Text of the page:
A Neolithic polished jadeitite axe head found at Colomiers in southern France

Jadeitite is a metamorphic rock found in blueschist-grade metamorphic terranes. It is found in isolated metasomatically altered rock units within serpentinite associated with subduction zone environments. Jadeitite consists almost entirely of the pyroxene mineral jadeite and is typically mined as a source of the ornamental rock or gemstone, jade. Occurrences include Myanmar, Guatemala, Japan, Kazakhstan and in the Coast Ranges of western North America.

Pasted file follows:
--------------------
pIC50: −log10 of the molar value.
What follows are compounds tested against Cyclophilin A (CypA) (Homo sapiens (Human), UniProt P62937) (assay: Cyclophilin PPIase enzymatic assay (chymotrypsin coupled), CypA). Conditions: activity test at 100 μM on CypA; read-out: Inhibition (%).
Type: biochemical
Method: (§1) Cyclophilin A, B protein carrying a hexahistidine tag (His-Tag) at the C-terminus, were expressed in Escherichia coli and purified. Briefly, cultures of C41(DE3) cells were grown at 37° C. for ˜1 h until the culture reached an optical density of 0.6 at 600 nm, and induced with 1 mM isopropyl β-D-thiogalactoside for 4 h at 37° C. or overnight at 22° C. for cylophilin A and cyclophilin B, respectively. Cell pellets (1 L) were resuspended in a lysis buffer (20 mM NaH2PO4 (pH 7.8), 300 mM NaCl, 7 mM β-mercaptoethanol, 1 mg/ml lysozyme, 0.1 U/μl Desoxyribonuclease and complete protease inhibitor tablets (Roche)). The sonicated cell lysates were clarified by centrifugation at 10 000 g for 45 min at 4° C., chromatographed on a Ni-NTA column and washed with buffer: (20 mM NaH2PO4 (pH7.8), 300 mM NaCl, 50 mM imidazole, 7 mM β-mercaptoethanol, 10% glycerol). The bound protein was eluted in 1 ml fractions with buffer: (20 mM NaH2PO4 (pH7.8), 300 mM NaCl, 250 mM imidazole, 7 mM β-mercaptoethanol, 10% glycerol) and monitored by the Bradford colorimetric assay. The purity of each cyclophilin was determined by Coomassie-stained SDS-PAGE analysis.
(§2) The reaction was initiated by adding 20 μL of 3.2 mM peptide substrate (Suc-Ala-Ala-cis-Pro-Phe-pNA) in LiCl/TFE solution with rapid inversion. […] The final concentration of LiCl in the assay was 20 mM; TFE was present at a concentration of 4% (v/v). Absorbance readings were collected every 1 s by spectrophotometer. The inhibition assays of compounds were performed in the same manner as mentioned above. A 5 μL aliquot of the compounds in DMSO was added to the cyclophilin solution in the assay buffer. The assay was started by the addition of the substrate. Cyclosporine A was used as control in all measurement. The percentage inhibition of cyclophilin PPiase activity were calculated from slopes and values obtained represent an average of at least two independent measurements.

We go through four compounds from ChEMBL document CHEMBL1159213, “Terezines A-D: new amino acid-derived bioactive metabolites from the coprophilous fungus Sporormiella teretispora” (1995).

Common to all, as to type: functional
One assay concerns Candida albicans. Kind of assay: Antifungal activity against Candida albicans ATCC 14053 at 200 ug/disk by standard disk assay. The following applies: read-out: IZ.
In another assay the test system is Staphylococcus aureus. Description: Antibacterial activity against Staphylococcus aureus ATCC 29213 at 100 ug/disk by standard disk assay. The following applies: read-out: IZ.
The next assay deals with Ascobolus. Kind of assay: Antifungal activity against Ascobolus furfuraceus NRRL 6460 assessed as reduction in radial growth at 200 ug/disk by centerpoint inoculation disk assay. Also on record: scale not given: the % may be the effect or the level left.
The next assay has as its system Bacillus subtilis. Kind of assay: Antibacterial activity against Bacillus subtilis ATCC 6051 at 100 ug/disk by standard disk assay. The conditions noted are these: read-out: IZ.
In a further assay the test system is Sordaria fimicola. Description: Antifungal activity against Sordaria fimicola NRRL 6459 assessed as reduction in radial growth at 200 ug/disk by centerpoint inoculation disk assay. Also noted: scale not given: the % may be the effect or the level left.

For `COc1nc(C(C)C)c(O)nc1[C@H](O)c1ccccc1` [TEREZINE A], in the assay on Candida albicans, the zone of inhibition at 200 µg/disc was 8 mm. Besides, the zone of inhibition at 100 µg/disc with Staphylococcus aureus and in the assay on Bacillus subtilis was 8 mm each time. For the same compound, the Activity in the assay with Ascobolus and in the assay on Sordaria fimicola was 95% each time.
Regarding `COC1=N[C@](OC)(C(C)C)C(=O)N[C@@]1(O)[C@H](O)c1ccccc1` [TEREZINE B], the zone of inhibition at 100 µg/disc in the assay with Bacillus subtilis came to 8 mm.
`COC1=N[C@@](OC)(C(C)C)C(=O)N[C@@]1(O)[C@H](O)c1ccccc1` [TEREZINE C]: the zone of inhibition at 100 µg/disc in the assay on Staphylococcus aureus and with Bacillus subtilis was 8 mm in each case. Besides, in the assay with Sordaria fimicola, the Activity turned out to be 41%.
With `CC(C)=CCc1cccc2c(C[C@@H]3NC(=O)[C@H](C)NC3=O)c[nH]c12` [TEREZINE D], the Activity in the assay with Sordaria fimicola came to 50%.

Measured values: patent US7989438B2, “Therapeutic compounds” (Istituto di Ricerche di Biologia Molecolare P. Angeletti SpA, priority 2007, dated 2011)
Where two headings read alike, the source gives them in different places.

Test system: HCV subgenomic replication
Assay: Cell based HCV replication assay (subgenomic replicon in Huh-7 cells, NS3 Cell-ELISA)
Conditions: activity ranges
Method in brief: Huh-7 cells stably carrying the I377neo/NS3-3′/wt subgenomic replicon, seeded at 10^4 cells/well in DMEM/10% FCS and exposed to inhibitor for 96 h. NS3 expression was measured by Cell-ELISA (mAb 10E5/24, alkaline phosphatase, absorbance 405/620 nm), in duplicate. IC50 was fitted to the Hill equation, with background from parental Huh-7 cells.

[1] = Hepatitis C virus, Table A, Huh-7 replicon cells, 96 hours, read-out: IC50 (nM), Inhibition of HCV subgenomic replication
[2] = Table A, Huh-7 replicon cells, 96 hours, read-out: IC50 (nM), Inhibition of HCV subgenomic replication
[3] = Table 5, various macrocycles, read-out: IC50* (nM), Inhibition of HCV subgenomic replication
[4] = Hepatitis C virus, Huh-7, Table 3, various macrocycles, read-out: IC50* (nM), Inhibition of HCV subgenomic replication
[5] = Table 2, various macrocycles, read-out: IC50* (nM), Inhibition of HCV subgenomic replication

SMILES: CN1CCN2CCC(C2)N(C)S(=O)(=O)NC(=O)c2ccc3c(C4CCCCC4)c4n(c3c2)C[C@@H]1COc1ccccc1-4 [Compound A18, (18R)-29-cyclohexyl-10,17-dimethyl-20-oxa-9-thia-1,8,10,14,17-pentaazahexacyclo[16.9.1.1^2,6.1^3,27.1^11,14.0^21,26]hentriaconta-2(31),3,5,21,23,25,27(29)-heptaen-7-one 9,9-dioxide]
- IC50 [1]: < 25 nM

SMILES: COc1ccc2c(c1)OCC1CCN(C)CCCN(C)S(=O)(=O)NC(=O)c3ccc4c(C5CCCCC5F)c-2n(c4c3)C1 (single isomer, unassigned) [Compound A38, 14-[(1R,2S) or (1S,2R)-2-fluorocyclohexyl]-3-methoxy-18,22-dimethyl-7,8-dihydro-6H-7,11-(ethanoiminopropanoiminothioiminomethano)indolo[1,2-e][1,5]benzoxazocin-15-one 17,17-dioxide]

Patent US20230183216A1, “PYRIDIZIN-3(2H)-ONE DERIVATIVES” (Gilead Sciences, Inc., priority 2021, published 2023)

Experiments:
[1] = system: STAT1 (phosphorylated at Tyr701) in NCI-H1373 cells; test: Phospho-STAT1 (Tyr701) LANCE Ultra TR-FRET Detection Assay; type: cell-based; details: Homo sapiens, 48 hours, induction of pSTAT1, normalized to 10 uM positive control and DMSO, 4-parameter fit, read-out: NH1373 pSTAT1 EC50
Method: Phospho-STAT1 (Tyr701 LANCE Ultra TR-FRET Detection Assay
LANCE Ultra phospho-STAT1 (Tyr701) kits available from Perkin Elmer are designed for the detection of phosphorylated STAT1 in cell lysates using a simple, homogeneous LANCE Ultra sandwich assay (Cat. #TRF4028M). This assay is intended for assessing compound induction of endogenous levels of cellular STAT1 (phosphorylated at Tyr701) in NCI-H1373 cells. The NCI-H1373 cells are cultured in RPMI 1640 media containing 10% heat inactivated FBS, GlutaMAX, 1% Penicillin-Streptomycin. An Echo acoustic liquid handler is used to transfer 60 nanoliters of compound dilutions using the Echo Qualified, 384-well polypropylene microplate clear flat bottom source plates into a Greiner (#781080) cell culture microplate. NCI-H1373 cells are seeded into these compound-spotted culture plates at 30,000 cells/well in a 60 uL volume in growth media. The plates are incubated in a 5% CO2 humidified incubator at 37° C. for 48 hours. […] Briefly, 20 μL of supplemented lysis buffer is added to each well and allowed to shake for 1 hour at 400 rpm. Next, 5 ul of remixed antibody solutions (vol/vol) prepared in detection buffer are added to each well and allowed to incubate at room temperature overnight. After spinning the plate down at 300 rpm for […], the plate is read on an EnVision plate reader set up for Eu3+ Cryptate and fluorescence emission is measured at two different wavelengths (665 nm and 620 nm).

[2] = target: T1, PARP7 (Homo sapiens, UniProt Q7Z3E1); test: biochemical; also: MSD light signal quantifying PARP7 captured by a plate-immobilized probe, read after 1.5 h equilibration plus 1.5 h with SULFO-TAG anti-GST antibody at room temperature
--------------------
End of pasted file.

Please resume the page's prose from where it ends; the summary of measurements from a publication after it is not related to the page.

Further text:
Over 100 axe heads made from jadeitite quarried in northern Italy in the Neolithic era have been found across the British Isles.[1][2] Because of the difficulty of working this material, all the axe heads of this type found are thought to have been non-utilitarian and to have represented some form of currency or be the products of gift exchange.[3]


  1. ^ "Jadeite axe". British Museum. Archived from the original on October 21, 2016. Retrieved 11 September 2016.
  2. ^ "Jadeite axe-head". Wiltshire Museum. Retrieved 11 September 2016.
  3. ^ Barker, Graeme (1999). Companion encyclopedia of archaeology. New York: Routledge. p. 378. ISBN 0-415-21329-0.